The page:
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quick question about case fans

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November 15, 2007 11:07:49 PM

should you have a stronger intake fan or a stronger exhaust fan.
November 15, 2007 11:09:14 PM

It has to do with positive and negative pressure.

Positive pressure will result in air being forced out of all the slots in the PC diminishing dust buildup.

Negative pressure has an opposite effect.

I prefer negative because unless you have a perfectly designed positive pressure system it can lead to air pockets, turbulence, and other issues.
November 16, 2007 12:33:34 AM

You shouldn't necessarily try to balance intake and exhaust rates, as this creates stagnant areas instead of a pressure differential causing air to flow in or out certain case areas like vent holes which are in the case for this purpose. Sometimes vent holes are poorly placed but generally it's better to have some than not unless you have a lot of drives in the front HDD rack, in which case you would want as much front bottom intake through the drive rack as reasonably possible, but that only means having a fan not necessarily at a higher rate than the exhaust fan.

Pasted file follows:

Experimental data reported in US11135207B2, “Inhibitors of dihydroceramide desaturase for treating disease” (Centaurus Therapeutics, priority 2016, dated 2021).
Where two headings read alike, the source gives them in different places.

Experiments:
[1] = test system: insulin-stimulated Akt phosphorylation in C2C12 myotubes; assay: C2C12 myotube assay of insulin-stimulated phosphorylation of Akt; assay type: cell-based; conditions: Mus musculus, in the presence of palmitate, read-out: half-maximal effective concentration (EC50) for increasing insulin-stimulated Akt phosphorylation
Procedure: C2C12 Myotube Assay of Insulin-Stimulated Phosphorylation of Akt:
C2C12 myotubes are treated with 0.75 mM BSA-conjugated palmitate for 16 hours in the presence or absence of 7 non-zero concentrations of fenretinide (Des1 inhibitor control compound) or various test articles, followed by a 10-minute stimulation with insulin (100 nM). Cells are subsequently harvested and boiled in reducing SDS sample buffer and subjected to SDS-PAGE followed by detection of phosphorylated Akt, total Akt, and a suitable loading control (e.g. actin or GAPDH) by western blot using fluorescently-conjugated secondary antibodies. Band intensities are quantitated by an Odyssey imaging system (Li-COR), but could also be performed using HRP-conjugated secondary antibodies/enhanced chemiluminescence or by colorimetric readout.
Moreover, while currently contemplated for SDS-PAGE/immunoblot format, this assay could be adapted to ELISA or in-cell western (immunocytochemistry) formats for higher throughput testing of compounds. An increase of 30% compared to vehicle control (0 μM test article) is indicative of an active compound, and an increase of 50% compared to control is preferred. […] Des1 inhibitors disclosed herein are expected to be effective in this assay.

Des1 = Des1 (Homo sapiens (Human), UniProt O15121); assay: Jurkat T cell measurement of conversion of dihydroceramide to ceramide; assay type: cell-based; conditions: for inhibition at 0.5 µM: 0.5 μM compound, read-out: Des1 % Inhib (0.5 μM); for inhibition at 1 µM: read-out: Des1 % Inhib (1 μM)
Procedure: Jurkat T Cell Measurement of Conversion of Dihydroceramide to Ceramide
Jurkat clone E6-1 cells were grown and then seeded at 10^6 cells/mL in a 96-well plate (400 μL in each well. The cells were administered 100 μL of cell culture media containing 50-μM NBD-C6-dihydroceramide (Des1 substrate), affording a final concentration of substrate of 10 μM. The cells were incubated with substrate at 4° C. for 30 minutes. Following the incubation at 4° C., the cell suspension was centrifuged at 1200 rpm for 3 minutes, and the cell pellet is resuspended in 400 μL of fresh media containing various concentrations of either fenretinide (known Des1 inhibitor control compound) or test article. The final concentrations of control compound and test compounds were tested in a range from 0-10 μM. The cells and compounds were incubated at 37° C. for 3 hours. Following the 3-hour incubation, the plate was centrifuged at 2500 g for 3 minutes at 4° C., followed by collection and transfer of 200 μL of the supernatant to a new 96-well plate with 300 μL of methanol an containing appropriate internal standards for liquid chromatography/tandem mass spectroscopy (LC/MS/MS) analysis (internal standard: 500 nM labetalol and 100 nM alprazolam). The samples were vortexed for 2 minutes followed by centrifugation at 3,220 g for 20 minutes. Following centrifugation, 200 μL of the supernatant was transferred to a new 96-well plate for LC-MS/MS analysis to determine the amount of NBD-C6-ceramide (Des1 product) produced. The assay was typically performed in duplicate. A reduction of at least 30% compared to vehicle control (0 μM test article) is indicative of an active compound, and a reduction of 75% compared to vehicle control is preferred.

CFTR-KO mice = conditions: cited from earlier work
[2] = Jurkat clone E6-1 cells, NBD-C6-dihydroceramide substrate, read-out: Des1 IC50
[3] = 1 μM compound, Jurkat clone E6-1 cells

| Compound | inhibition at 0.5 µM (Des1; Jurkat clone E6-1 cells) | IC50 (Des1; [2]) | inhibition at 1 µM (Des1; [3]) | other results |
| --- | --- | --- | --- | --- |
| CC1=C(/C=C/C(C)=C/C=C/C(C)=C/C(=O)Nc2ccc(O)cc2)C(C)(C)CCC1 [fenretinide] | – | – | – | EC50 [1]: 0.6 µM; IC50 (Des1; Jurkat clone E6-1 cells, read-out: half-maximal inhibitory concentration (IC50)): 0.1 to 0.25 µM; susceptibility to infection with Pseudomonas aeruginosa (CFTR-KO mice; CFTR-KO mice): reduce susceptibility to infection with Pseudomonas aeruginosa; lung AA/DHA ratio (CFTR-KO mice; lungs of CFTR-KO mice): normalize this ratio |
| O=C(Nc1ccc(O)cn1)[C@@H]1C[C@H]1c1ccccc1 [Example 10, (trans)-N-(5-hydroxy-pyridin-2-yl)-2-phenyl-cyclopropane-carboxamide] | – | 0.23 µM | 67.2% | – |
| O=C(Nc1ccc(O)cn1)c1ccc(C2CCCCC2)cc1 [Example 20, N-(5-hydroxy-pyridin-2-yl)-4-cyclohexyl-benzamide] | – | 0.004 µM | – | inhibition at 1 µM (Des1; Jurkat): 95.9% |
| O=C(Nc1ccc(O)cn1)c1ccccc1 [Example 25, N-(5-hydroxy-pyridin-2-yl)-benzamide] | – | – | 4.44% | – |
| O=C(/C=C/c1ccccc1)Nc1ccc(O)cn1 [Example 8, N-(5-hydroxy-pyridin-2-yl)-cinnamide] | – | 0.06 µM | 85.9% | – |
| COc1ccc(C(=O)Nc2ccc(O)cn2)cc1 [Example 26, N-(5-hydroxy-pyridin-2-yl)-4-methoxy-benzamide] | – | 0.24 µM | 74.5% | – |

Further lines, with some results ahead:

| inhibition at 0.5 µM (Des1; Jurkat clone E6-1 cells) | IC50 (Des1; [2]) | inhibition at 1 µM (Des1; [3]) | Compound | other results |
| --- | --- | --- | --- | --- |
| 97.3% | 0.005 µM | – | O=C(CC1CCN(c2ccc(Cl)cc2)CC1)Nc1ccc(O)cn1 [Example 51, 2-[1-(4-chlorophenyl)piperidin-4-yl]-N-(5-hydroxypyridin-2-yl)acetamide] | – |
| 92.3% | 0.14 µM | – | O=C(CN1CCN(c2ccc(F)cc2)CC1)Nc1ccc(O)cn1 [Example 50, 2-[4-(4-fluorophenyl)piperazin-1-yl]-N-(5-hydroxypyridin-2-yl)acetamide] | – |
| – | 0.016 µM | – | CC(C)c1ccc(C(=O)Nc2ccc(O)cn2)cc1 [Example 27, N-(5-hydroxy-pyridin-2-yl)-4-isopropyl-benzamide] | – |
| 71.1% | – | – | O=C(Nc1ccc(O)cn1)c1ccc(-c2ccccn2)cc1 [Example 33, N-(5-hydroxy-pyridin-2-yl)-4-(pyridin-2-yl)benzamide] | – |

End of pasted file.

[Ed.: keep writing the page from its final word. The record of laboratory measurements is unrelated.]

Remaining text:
Whether intake or exhaust fan rate increase is best depends on your specific case and parts, and whether you are trying to filter the intake. If trying to filter the intake then you do want a higher intake flow rate through the fans so all intake air is filtered. This is significantly louder than having only a non-filtered passive intake.

Do you need an intake fan at all? Unless you have densely stacked or poor HDD rack or poor entire case (especially insufficient size rear exhaust fan) you may not need a front fan at all. If you had some high heat generating parts like SLI'd video cards, try a fan on the side panel directly across from those cards but if you put a fan there be sure to have one in the front still.

Every system is different and with some it won't matter much which way you bias the fans. It would be quicker for you to just try the system one way monitoring temps, then switch the fans and check temps again, than for us to try to list every possible parts, case, and fan combination.
November 16, 2007 1:40:06 AM

Here's something to ponder:

When the fire department wants to remove smoke from a house they open all the windows and blow air into the house at a high pressure and volume.
This creates a great amount of turbulence and removes the smoke from the house very quickly.

My newest build uses the Antec 900 case that has 2 12cm fans in the front, and one 12cm fan on the side pushing air into the case. With 1 12cm fan at the back and 1 20cm fan blowing air out of the case.
Most of the time my Q6600 is in the 42c to 46c temp range using only an Arctic Freezer 7 Pro for a HSF. The ambient air temp is around 72f.
The fan in the PCPower 610 watt silencer PSU only servers to remove the heat generated by the PSU.
The positive air input does seem to work well in my case.

!